In a forum promoted by the project, which brought together several authorities, federal deputy Efraim Morais Filho (DEM-PB), president of the Mixed Parliamentary Front to Combat Smuggling and Counterfeiting, also spoke about the need to raise awareness among Brazilians about the seriousness of problem. “The crime of smuggling, at first sight of the population, is a harmless, tolerable crime. But, by breaking this superficial shell, we identified a crime that is very harmful to the country. It deteriorates the formal job market, inhibits investments, finances organized crime, generates foreign exchange, loss of income and risks to health and integrity consumer ”, he summarized.

To learn more: The contents of the #Dentro da Lei project can be accessed on the website Specials Gazeta do Povo

Illegal product reaches 57% of the cigarette market

A survey by Ibope Inteligência revealed that the illegal cigarette market continues to gain space in Brazil, driven by the lower price compared to the legal product. The consequence is an increase in consumption and a reduction in tax collection. The study also showed that illegal brands already occupy five of the top ten positions in the best-selling ranking, including leadership. Smuggling from Paraguay is the main source of the product sold illegally in the Brazilian market.

The quantitative survey, of national scope, was carried out with smokers aged 18 to 64 years living in municipalities with more than 20 thousand inhabitants, of all social classes, totaling 8.428 people, from January to April this year. According to the study, in the last year, 110,7 billion cigarettes were consumed in the country, an increase of 3% in relation to 2018. This number reflects the advance of the illegal product, which grew so much in absolute numbers (from 57,8, 63,4 billion to 54 billion units) and market share (from 57% to 49%). The illegal market consists of smuggling (8%) and cigarettes made in Brazil in a clandestine manner (48,4%). In the same period, consumption of legal cigarettes fell from 47,3 billion to XNUMX billion units.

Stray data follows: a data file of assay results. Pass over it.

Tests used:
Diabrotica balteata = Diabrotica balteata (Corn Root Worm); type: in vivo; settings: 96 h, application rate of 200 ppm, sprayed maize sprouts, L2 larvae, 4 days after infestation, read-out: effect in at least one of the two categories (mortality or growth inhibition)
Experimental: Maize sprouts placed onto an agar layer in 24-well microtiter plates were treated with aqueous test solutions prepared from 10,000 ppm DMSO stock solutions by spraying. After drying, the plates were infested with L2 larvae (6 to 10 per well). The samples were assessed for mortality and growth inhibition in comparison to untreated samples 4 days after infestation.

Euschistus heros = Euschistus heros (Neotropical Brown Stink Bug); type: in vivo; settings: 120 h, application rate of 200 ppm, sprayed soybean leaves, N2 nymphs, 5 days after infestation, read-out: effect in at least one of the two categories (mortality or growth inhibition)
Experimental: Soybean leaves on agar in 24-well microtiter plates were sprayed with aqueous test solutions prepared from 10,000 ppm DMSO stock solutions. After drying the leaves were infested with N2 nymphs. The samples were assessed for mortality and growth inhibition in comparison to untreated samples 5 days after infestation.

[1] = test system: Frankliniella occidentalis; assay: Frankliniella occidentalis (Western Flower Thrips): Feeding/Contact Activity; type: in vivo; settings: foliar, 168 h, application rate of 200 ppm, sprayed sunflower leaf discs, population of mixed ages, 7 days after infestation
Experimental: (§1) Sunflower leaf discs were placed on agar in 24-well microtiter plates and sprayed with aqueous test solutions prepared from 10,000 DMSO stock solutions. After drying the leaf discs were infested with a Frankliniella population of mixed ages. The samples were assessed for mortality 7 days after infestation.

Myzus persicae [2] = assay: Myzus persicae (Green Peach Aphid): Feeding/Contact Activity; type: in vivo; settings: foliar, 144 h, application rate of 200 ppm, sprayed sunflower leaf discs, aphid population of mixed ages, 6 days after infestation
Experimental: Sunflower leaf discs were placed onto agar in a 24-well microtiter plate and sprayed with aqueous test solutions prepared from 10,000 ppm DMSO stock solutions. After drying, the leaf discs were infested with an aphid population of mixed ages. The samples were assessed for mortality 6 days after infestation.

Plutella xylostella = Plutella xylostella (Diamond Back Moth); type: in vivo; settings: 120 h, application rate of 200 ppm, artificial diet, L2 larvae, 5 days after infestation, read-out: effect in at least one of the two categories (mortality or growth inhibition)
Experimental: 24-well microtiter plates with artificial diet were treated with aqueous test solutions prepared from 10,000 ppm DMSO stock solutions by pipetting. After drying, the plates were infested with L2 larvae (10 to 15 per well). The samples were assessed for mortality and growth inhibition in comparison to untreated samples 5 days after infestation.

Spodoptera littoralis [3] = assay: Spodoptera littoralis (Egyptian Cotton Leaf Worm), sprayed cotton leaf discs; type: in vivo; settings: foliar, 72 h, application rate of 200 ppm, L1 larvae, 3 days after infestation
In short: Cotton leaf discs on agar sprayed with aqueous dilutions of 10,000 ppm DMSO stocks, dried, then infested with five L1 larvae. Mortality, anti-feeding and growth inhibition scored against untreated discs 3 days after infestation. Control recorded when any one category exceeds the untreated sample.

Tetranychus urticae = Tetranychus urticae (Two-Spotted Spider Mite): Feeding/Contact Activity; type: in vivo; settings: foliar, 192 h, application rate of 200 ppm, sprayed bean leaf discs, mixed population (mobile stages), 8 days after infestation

Ibope conducts this survey annually since 2014. In the first edition, the illicit product held 40% of the market, an index that has been growing every year. Based on the trend curve verified in the historical series, the institute estimates that, if no concrete measures are taken to change this situation, illegal cigarettes will reach 62% of the market in 2020.

In addition to not undergoing health surveillance, exposing smokers to unknown risks, the smuggled product causes enormous damage to public coffers. Calculation based on the Ibope survey shows that, this year, tax evasion will reach R $ 12,2 billion, above the sector's tax collection, estimated at R $ 11,8 billion. In order to have an idea of ​​what this value represents, it would be possible to create 21 thousand Basic Health Units, 5,9 thousand Emergency Units or 8,6 thousand daycare centers.

The study also follows the evolution of the price of illegal cigarettes, which costs, on average, R $ 3,44, which represents less than half the value of legal cigarettes. The reason lies in the difference between the tax burden of cigarettes in Paraguay, 18%, and in Brazil, 71%, on average. In addition, contraband violates the minimum price required by Brazilian law, of R $ 5 per pack.